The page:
Other factors that were responsible for the introduction of the new commercial laws in Saudi Arabia are highlighted below. To start with, the country was made aware of rapid economic transformation as well as traditional values that necessitate random economic transformation. However, despite transformation in commercial law, the government was more focused on maintaining the Islamic and cultural values. Due to the cultural and religion pressure, the government acknowledged the importance of including international organization and agencies in harmonizing international trade activities. The desire to take up international standards and policies forced the Saudi Arabia government to adopt domestic customer protection legislation in 1963. The 1963 metrication law included packaged regulation measures specifically on imported goods. In 1965, the government created a new system which oversaw the regulation of business activities such as fraud inters alia, as well as trademarks. In 1961, the government passed a commercial fraud laws which retaliated on the importance of labeling, advertisement labeling and trustworthiness. In 1984, the government updated the legal position in international trade which prohibited fraudulent in the country import and export. Some of these laws formed the basic guiding principle towards the development of the modern commercial law in Saudi Arabia.

Saudi Arabia development plans

In the late twentieth and early twenty first century, the Saudi Arabia country protected its customers through the introduction of five years development plans. The plans aimed at improving the quality of the products and services consumed by the customers. It also aimed at stimulating the advancement of local industries and agriculture through the use of some measures such as the introduction of tariffs, rise of in the import duties, introducing restrictions on imported goods as well as offering of subsidies to local entrepreneurs. However, to facilitate adequate preparedness, the government recognized and acknowledged the potential shortfalls and conflicts in the new policies. The method applied in solving any potential conflict was intended to favor the country costumers. As a result of the government initiative to protect the country customers from potential exploitative traders, some of the developed polices led to the emergence of frequent conflict between the producers in the agricultural sector and policy makers. To address the conflict of interests between local producers and customers, the ministry of agriculture and commerce developed various policies which included the following. For starter, the government introduced The Second plan (1975-1980).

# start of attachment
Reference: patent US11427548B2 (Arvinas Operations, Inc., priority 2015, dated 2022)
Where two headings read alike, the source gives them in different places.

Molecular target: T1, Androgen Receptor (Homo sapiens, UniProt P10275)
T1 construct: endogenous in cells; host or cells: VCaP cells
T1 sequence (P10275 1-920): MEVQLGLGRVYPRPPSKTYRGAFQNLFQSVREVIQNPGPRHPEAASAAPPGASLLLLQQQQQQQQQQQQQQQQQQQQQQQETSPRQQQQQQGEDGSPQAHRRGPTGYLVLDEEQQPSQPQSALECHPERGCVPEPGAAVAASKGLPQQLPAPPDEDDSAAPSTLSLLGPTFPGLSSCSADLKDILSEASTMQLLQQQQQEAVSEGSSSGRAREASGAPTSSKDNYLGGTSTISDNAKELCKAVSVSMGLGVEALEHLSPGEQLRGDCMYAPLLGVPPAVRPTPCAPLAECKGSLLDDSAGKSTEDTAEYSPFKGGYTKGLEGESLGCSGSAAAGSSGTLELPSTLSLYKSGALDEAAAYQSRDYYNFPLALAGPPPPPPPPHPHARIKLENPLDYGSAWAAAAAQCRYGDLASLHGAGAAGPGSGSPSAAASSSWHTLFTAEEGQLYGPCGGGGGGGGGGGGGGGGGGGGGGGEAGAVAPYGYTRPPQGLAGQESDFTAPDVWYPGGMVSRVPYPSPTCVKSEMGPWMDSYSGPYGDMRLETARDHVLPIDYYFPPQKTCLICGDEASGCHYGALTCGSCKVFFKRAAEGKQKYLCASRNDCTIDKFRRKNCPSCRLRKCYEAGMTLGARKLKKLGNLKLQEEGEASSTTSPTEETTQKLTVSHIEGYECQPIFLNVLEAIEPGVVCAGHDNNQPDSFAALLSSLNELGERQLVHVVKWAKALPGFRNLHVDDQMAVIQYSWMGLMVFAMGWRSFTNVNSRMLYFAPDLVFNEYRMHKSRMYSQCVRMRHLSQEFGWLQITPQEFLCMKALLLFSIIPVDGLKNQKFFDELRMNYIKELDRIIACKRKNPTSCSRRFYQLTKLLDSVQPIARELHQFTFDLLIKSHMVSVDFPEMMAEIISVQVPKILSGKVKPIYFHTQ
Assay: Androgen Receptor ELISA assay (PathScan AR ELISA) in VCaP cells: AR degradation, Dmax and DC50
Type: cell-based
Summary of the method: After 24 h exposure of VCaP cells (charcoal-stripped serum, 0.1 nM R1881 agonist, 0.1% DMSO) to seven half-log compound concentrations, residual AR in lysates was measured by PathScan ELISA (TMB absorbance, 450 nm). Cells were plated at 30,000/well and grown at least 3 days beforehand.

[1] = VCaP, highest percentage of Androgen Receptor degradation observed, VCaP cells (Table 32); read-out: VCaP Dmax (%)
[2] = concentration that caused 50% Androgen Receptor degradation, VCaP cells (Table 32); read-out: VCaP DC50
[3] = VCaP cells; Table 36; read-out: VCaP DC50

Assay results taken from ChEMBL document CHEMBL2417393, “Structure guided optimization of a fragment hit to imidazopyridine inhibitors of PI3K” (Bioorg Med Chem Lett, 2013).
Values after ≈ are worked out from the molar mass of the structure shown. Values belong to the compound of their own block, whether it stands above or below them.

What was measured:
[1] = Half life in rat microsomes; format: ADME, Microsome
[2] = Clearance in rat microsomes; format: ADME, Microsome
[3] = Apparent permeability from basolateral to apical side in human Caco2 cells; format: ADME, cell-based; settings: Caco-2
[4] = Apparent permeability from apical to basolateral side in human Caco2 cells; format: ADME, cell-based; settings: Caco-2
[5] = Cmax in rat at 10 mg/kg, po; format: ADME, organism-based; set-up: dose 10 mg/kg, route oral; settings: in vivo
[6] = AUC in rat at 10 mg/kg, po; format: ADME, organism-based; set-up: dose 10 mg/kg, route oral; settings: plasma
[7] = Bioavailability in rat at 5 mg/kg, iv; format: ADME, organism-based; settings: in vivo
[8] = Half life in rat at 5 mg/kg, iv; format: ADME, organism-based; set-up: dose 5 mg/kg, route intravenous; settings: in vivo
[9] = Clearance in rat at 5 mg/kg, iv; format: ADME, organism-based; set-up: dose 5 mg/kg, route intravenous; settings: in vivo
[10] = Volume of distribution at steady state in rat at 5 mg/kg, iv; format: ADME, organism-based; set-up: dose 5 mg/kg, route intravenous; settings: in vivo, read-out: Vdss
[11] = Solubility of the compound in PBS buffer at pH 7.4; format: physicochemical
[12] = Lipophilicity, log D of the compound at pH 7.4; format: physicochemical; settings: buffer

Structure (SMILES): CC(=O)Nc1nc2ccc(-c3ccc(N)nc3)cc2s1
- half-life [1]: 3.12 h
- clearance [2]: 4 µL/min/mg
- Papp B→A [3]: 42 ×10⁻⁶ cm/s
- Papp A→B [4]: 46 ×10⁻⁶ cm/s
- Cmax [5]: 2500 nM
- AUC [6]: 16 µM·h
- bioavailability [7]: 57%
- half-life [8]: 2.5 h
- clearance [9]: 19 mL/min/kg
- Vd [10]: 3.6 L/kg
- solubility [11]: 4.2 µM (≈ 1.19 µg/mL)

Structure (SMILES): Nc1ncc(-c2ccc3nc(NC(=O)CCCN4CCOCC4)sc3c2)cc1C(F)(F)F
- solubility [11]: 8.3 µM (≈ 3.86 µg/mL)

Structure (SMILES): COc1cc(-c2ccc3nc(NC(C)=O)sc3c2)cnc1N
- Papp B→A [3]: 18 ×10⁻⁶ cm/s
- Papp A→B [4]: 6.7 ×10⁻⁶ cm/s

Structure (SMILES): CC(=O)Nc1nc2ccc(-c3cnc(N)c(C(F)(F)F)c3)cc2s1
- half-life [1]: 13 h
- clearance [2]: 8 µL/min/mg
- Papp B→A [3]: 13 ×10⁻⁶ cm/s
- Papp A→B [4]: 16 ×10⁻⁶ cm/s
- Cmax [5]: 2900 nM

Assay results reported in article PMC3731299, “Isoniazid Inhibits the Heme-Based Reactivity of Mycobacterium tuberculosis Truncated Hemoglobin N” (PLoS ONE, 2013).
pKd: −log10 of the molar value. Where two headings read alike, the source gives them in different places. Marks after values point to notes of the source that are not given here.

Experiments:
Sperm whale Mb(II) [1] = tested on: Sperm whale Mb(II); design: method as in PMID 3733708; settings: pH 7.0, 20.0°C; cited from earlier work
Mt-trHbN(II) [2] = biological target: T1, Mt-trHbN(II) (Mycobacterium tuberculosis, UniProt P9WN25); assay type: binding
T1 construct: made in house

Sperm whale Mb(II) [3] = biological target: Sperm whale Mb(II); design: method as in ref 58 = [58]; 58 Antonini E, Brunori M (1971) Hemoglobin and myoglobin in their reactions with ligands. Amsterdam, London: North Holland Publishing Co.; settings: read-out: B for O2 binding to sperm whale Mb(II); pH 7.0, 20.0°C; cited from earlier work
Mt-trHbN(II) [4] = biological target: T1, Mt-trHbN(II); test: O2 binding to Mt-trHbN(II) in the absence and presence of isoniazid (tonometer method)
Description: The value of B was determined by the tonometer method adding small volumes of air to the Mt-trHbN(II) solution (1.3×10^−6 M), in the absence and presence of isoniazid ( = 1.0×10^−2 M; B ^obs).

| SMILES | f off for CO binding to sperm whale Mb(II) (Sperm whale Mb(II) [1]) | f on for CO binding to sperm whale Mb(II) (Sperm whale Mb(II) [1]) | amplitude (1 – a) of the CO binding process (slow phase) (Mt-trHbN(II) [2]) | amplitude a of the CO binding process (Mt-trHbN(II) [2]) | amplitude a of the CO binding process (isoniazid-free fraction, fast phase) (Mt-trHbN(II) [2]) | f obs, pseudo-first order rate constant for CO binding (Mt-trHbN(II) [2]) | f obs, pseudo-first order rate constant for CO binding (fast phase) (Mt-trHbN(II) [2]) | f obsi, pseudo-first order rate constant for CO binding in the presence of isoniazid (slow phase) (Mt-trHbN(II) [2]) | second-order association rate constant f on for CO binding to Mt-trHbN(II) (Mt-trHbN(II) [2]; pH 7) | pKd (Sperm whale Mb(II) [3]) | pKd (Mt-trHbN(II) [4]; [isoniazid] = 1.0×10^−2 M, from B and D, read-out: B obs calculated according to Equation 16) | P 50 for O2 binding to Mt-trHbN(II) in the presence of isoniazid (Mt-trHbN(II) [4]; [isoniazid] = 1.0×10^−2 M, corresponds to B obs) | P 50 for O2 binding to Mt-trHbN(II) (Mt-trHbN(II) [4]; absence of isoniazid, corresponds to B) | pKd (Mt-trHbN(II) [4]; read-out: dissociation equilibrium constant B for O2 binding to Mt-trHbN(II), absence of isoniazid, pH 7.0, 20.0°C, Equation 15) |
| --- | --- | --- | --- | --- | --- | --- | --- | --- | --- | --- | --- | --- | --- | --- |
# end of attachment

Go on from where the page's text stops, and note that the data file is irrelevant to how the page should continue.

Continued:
The policy was reluctant on the issues of customer protection. In this policy, the government used quality mark and development standards as the main aids to facilitate national economic development. The policy led to significant development in the country’s economy. This policy was followed by The Third Plan (1980-1985) which emphasized on the importance of the Second Plan. It talked about the significant of improving the quality in standards of the local products to promote local products in international market. Among the over four hundred standards measures that were in place at that particular time, only less than ten among them concentrated on the field of customer protection and industrial safety. The fourth plan (1985-19910) portrayed the two standard policies as the core strategies of advancing technology as well as in the development the required standards for products, services and utilization of local products. However, this policy was silent on the issues of customer protection. The firth policy (1990-1995) recognized and acknowledged the importance and significant of the country’s customers in advancing the country economic development (Reich 2002, p.259). According to the policy, economic development does not solely represent the country economic development. The country economic development is naturally linked with the country’s institutional requirement and the entire society needs.